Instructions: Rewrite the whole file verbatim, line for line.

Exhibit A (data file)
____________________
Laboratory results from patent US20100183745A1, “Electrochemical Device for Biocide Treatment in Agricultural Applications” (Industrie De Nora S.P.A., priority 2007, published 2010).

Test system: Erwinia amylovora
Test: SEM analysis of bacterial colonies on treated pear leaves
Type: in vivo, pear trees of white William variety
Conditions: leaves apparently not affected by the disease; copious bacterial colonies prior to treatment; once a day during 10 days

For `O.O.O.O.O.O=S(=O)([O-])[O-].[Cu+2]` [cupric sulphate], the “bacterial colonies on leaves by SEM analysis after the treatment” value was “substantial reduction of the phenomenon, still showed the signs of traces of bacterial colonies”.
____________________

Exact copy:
Laboratory results from patent US20100183745A1, “Electrochemical Device for Biocide Treatment in Agricultural Applications” (Industrie De Nora S.P.A., priority 2007, published 2010).

Test system: Erwinia amylovora
Test: SEM analysis of bacterial colonies on treated pear leaves
Type: in vivo, pear trees of white William variety
Conditions: leaves apparently not affected by the disease; copious bacterial colonies prior to treatment; once a day during 10 days

For `O.O.O.O.O.O=S(=O)([O-])[O-].[Cu+2]` [cupric sulphate], the “bacterial colonies on leaves by SEM analysis after the treatment” value was “substantial reduction of the phenomenon, still showed the signs of traces of bacterial colonies”.